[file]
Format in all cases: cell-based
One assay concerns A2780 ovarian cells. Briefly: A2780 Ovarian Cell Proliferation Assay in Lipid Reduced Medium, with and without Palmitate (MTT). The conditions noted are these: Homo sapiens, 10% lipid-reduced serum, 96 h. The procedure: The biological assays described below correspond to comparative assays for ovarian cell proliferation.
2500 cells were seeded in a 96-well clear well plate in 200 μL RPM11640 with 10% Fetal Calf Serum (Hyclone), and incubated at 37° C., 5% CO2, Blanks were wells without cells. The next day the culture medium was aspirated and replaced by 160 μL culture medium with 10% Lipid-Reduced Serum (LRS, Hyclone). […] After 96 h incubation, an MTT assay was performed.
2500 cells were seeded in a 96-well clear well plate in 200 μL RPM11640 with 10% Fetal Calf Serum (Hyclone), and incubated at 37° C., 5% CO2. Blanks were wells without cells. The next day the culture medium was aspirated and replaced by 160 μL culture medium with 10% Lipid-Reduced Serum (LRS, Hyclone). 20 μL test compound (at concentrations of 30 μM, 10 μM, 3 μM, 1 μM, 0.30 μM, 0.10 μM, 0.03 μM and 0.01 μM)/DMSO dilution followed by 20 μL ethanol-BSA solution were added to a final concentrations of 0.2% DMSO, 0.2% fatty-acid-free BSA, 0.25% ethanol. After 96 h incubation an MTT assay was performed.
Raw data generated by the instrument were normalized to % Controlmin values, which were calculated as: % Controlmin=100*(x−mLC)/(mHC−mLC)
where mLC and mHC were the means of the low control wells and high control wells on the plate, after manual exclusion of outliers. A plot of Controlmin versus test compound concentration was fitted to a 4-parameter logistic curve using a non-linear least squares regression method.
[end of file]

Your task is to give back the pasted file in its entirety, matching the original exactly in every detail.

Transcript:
Format in all cases: cell-based
One assay concerns A2780 ovarian cells. Briefly: A2780 Ovarian Cell Proliferation Assay in Lipid Reduced Medium, with and without Palmitate (MTT). The conditions noted are these: Homo sapiens, 10% lipid-reduced serum, 96 h. The procedure: The biological assays described below correspond to comparative assays for ovarian cell proliferation.
2500 cells were seeded in a 96-well clear well plate in 200 μL RPM11640 with 10% Fetal Calf Serum (Hyclone), and incubated at 37° C., 5% CO2, Blanks were wells without cells. The next day the culture medium was aspirated and replaced by 160 μL culture medium with 10% Lipid-Reduced Serum (LRS, Hyclone). […] After 96 h incubation, an MTT assay was performed.
2500 cells were seeded in a 96-well clear well plate in 200 μL RPM11640 with 10% Fetal Calf Serum (Hyclone), and incubated at 37° C., 5% CO2. Blanks were wells without cells. The next day the culture medium was aspirated and replaced by 160 μL culture medium with 10% Lipid-Reduced Serum (LRS, Hyclone). 20 μL test compound (at concentrations of 30 μM, 10 μM, 3 μM, 1 μM, 0.30 μM, 0.10 μM, 0.03 μM and 0.01 μM)/DMSO dilution followed by 20 μL ethanol-BSA solution were added to a final concentrations of 0.2% DMSO, 0.2% fatty-acid-free BSA, 0.25% ethanol. After 96 h incubation an MTT assay was performed.
Raw data generated by the instrument were normalized to % Controlmin values, which were calculated as: % Controlmin=100*(x−mLC)/(mHC−mLC)
where mLC and mHC were the means of the low control wells and high control wells on the plate, after manual exclusion of outliers. A plot of Controlmin versus test compound concentration was fitted to a 4-parameter logistic curve using a non-linear least squares regression method.